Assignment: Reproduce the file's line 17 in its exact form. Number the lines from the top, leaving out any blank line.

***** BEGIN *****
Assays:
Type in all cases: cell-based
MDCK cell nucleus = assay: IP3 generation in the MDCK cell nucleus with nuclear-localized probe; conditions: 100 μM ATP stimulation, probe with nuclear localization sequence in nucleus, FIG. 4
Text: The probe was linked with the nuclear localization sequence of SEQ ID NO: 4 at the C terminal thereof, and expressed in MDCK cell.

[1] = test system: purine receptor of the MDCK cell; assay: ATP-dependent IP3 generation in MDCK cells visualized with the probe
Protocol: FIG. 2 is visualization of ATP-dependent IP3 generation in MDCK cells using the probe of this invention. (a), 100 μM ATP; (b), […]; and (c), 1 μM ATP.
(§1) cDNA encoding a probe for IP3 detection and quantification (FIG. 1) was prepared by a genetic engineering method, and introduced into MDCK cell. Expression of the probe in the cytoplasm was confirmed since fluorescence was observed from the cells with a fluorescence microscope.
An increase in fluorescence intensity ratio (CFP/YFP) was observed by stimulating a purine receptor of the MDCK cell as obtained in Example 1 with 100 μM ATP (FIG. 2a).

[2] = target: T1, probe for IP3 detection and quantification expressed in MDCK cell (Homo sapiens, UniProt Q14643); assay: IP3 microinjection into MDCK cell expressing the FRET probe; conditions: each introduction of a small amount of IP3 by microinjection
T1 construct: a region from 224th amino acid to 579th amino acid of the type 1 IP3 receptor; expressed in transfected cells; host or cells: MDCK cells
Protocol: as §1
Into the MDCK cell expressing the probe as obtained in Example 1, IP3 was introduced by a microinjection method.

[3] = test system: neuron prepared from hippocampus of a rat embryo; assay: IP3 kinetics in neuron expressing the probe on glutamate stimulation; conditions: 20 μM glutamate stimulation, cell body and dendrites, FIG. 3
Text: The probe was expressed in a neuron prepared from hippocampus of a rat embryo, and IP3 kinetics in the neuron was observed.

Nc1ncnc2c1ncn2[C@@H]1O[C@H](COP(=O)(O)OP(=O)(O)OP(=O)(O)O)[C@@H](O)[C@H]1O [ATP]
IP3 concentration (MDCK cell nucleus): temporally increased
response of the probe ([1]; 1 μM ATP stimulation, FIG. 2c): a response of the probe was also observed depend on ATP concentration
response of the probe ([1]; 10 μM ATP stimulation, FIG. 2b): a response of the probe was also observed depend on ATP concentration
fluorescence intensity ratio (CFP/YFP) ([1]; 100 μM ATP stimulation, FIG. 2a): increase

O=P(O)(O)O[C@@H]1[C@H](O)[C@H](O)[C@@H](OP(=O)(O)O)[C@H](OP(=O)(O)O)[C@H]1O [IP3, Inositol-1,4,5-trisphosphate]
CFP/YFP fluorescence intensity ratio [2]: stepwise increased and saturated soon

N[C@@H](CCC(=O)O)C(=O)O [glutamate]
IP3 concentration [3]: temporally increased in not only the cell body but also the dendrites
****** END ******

response of the probe ([1]; 1 μM ATP stimulation, FIG. 2c): a response of the probe was also observed depend on ATP concentration